Failure of European institutions to protect conscientious objectors
(13.05.2019) On the occasion of the International Conscientious Objection Day on 15 May 2019, the European Bureau for Conscientious Objection (EBCO) red-flags the multiple discriminations that conscientious objectors to military service continue to undergo in Europe. In the run-up to the European elections, EBCO points moreover to the enduring omission of European institutions to take action against the violation of the human right to conscientious objection. “Non-assistance to persons in danger – this sums up the continued failure of major European institutions to support those who despite massive discrimination call upon the fundamental right of conscientious objection to military service”, EBCO’s President Friedhelm Schneider stated today.
(26.04.2019) On this International Conscientious Objection Day, we stand in solidarity with conscientious objectors in Colombia, who refuse to be conscripted and bear arms despite various obstacles they face.
Below you will find a statement by conscientious objectors in Colombia, giving a background of their struggle and urging their government to act on a number of issues. If you would like to know more about the situation of conscientious objectors in Colombia you can read a recent report by ACOOC and Justapaz here (in Spanish), or download its summary (in English) here.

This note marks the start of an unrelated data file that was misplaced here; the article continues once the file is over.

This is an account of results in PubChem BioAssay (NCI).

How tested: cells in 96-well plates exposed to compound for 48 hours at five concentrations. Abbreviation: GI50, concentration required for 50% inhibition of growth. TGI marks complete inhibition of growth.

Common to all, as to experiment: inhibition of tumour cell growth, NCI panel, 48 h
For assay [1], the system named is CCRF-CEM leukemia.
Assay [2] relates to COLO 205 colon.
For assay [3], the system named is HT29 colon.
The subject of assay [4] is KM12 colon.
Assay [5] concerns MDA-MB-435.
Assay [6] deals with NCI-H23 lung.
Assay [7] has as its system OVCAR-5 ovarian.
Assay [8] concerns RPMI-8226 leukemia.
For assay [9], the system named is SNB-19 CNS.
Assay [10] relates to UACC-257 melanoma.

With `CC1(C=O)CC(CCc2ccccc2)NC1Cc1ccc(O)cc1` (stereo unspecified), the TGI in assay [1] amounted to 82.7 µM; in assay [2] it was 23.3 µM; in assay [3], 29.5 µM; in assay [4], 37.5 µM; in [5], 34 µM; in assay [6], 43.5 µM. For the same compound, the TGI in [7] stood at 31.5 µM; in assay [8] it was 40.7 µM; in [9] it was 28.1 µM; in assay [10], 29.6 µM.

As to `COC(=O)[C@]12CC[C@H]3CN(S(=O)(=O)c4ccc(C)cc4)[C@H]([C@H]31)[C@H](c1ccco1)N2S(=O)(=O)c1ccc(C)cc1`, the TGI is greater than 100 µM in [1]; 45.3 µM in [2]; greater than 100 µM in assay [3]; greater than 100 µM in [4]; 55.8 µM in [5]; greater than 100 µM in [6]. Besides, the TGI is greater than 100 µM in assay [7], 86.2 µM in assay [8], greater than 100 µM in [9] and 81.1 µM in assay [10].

Foundation Human Rights for Eritreans Summons EU to Stop Supporting Use of Forced Labour in Eritrean Project
(01.04.2019) The Foundation Human Rights for Eritreans, a Netherlandsbased organization of exiled Eritreans, is taking legal action against the European Union. The EU is financing activities in Eritrea for which forced labour is used. This is a clear violation of human rights and the EU’s adherence to international legal obligations. Today, the EU received a letter in which the Foundation asked the EU to immediately stop financing these actions.
Eritrea: HRW raises concern as forced conscription continues
(16.03.2019) Human Rights Watch (HRW) has raised concern that Eritrea’s controversial policy of forced conscription continues, despite a peace deal signed with neighbouring Ethiopia last year.
Last year’s peace deal brought an end to the “state of war” between the two countries, prompting hope that Eritrea would bring an end to its forced conscription programme, which has been labelled as “enslavement” by various rights groups. However, HRW says no meaningful changes have been made to the policy since the peace deal was signed last year.